Pulling the snow over our eyes?
Hurrah! Through dextrous economic manoeuvring the Coalition has deftly avoided the dreaded double dip. Just the tonic in this joyous week of national celebration? Right?
Well, the economy is not growing. It has been totally stagnant since the end of September. As the ONS chief economist has just told me, the 0.5% growth number announced today for the first quarter, would be zero, were it not for the snow. If you take away the snow, you have an economy on a perfectly flat plateau.
0.5% is merely the arithmetic bounceback from the temporary snow-based shrinkage in the economy in the final quarter of 2010. A true Lord of Doom could point out that the size of the UK economy is almost certainly very marginally smaller today than it was at the end of September. The numbers for that will be revealed in the second reading on q1 next month. But for any meaningful statistical purpose it is flat.
Keen observers of the Chancellor will however note that as Shadow Chancellor, George Osborne responded to a +0.1% figure for Q4 09 under Brown/Darling in the following manner: “Let’s be clear – this is about as weak growth as you can get”. Despite the brave face put on the numbers this morning, I’m pretty sure they will have disappointed, though not as much as last quarter’s.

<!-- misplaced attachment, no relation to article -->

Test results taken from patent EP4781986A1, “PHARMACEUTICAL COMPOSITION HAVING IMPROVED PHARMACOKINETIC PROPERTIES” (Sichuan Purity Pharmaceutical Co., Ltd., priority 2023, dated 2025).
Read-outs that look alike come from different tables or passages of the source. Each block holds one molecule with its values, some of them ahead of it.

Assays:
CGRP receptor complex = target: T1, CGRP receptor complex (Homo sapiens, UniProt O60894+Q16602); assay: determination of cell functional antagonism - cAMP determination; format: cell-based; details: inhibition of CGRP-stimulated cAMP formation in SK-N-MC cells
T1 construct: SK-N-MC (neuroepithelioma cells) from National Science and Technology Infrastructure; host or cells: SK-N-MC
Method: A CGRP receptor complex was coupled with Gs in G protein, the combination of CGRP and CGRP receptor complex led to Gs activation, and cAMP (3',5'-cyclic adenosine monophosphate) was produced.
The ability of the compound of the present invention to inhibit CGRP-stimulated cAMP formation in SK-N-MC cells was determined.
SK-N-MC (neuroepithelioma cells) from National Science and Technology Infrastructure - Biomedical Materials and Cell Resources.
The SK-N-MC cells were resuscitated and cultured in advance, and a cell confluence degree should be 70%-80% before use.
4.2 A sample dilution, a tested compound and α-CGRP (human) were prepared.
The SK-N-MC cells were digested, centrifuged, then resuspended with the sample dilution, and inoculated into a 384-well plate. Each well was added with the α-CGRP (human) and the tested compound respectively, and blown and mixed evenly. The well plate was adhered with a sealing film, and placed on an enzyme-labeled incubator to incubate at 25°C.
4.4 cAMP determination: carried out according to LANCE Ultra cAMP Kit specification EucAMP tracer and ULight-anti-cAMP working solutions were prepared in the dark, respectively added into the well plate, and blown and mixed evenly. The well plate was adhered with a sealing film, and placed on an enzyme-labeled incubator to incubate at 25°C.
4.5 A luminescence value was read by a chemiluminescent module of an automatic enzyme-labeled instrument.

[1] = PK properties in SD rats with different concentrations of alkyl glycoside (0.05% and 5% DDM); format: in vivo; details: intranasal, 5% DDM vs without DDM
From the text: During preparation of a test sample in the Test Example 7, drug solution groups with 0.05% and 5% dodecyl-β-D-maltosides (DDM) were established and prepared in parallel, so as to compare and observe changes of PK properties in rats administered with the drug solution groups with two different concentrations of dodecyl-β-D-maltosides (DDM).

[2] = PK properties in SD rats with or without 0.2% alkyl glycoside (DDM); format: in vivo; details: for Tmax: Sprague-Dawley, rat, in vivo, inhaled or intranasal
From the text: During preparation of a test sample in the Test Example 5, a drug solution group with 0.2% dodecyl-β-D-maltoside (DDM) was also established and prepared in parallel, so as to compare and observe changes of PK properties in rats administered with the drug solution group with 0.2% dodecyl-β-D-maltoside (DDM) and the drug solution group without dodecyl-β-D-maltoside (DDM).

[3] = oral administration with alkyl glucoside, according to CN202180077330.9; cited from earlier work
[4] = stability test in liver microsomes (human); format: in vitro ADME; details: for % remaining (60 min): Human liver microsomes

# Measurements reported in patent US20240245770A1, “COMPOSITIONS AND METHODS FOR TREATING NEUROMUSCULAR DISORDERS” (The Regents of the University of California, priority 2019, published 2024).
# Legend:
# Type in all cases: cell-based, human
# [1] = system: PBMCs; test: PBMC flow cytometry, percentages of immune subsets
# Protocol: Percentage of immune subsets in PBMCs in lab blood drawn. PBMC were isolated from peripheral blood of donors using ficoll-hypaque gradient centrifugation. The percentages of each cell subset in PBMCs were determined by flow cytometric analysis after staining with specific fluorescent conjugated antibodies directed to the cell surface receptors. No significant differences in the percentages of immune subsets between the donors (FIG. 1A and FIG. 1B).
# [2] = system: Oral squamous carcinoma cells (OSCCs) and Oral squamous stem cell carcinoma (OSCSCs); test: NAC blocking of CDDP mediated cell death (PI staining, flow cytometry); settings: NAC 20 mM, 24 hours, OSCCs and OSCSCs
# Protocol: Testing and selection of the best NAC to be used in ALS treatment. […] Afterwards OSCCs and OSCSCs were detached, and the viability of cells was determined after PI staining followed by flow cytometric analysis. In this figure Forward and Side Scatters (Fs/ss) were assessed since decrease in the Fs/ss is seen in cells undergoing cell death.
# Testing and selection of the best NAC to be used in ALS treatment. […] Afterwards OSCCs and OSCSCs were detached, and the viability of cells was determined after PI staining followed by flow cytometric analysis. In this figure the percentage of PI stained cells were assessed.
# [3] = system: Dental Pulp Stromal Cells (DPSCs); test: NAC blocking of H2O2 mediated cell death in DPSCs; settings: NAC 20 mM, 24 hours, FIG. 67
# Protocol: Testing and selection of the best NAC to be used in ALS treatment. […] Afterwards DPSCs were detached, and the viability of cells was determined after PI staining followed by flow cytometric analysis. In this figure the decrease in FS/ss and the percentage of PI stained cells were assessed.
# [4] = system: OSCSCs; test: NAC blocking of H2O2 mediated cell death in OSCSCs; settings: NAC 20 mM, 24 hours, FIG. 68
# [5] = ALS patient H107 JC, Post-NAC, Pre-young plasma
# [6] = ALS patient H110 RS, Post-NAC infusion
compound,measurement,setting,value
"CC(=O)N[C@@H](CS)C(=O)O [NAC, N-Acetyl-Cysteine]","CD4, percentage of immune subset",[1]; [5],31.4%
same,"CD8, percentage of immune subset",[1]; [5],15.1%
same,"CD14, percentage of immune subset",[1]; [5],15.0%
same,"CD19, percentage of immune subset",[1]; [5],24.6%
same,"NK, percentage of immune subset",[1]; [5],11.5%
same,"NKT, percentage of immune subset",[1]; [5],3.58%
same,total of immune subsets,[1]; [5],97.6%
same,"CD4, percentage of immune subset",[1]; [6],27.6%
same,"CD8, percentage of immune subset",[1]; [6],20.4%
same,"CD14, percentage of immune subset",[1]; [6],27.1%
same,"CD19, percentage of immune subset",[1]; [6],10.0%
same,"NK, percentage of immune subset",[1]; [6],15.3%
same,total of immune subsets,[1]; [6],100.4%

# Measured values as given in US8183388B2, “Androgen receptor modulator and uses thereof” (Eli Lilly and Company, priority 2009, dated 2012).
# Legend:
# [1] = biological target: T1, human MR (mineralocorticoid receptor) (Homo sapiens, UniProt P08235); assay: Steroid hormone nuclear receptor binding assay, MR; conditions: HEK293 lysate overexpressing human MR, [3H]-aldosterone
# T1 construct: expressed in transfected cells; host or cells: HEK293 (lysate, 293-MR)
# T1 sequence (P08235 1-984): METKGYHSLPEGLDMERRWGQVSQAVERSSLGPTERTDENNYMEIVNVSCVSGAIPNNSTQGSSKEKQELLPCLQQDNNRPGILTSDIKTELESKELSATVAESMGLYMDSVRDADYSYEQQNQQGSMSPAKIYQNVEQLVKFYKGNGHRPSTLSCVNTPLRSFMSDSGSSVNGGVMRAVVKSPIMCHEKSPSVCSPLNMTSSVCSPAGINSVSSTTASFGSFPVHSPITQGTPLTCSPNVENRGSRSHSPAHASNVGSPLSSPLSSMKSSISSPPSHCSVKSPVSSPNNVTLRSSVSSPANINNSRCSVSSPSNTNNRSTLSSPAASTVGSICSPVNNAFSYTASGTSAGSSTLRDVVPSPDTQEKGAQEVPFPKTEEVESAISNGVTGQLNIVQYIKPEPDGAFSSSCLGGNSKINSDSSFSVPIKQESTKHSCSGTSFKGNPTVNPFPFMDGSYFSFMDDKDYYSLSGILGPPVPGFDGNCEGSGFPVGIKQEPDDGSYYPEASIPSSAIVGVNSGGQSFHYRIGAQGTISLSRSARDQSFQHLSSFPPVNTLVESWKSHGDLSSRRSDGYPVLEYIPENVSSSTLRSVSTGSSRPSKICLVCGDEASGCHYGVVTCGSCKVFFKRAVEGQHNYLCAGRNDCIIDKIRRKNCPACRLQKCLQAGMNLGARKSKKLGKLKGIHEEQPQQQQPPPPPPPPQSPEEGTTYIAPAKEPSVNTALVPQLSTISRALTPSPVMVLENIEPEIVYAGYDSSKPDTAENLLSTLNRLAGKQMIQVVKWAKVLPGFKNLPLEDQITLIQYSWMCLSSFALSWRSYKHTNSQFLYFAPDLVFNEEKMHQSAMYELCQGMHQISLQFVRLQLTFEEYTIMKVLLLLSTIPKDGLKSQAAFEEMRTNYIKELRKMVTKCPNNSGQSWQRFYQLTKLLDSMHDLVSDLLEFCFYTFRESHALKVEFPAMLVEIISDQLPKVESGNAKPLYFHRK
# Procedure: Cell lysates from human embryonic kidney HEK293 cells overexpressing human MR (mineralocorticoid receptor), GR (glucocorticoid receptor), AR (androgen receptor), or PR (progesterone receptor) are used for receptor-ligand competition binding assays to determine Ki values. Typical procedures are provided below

What matters in a time of snow-distorted GDP growth figures is a cursory glance at measures of the size of the economy. If you set the size of the UK economy in 2006 at 100, then in Q3 it was 99.6, Q4, 99.1, and Q1, back up to 99.6.
If as the Government and the ONS claimed, the drop to 99.1 was merely a temporary impact caused by the snow, then you would expect it to return to 99.6, giving you “growth” of 0.5%, that is basically arithmetic. Simply put, if the Government uses the snow as an excuse for all of the -0.5% in Q4, it cannot really claim +0.5% as real growth. It is as arithmetically anomalous as the negative figure in Q4.
On top of that you should also be seeing that snowed-off production from Q4 reappearing too. Basically, it has not, in net terms. There was some in transport and services, but construction for example not just failed to bounce back, but has freefallen further, -4.7% in Q1 versus -2.3% in Q4.
The one shining light here is manufacturing, which was up 1.1% in Q1. Finally the sterling effect may be doing some good, and helping rebalance the economy. The soft numbers also mean that the Bank of England can also hold off on the rate rises for another few months.
But is this economic performance really enough for the Chancellor to be telling the Cabinet that the “economy is on the right track”? Was that really his assessment, after having seen these numbers yesterday? Remember these numbers don’t take into account the very recent consumer surrender, nor the inevitably negative impact of an extra Bank Holiday and half of Britain having a second Christmas. Today it appears like that the UK locomotive is languidly trundling on some slow moving narrow guage rather than the high speed line.
Follow Faisal Islam on Twitter @faisalislam